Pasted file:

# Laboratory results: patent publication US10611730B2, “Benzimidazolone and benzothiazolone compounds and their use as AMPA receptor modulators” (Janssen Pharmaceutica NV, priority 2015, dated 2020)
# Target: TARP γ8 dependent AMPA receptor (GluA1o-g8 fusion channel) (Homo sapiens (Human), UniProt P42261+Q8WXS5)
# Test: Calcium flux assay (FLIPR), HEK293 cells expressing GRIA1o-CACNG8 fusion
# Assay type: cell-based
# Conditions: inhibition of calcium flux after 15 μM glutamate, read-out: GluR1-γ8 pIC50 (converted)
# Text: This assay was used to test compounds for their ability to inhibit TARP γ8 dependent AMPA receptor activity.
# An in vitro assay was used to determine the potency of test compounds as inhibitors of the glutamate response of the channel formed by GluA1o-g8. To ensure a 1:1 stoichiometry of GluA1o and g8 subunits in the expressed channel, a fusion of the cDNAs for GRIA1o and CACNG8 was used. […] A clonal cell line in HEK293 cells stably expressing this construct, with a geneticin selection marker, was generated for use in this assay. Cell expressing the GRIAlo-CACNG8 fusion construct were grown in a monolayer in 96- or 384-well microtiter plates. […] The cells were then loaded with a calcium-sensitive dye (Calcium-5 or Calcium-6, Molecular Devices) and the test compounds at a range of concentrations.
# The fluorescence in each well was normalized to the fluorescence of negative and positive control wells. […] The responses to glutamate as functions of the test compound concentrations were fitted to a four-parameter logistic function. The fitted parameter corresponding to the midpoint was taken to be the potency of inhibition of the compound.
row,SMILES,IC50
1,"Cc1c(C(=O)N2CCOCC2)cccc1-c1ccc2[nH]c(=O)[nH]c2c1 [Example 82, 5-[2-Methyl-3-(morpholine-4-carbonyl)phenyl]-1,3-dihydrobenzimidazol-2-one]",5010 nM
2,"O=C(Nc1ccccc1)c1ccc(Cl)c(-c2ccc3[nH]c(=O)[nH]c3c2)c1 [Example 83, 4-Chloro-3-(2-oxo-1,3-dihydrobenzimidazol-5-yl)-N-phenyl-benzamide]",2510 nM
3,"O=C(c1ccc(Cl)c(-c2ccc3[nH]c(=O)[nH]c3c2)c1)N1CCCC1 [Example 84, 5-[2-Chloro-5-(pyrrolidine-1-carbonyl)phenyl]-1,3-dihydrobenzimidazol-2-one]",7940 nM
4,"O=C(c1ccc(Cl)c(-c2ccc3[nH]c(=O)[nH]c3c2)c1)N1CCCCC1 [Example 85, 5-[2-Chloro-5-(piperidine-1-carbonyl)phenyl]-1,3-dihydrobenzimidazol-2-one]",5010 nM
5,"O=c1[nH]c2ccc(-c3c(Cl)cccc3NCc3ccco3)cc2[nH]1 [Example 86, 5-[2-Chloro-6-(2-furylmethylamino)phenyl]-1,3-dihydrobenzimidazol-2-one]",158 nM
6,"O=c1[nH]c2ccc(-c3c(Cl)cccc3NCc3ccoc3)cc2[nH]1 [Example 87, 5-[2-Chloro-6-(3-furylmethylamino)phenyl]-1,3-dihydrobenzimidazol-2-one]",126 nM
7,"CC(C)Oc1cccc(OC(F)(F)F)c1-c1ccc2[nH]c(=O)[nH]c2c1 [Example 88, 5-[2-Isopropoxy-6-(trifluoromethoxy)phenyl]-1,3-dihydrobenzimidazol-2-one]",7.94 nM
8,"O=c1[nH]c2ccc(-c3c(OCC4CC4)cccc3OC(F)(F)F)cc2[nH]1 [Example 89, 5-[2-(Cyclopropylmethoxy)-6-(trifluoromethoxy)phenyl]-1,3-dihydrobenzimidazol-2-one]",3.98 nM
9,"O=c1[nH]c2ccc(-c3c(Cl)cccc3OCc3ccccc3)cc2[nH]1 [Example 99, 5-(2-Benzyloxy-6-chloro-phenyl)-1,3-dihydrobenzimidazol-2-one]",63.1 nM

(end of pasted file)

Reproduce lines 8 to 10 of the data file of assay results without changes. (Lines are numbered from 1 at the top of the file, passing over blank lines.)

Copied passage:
# The fluorescence in each well was normalized to the fluorescence of negative and positive control wells. […] The responses to glutamate as functions of the test compound concentrations were fitted to a four-parameter logistic function. The fitted parameter corresponding to the midpoint was taken to be the potency of inhibition of the compound.
row,SMILES,IC50
1,"Cc1c(C(=O)N2CCOCC2)cccc1-c1ccc2[nH]c(=O)[nH]c2c1 [Example 82, 5-[2-Methyl-3-(morpholine-4-carbonyl)phenyl]-1,3-dihydrobenzimidazol-2-one]",5010 nM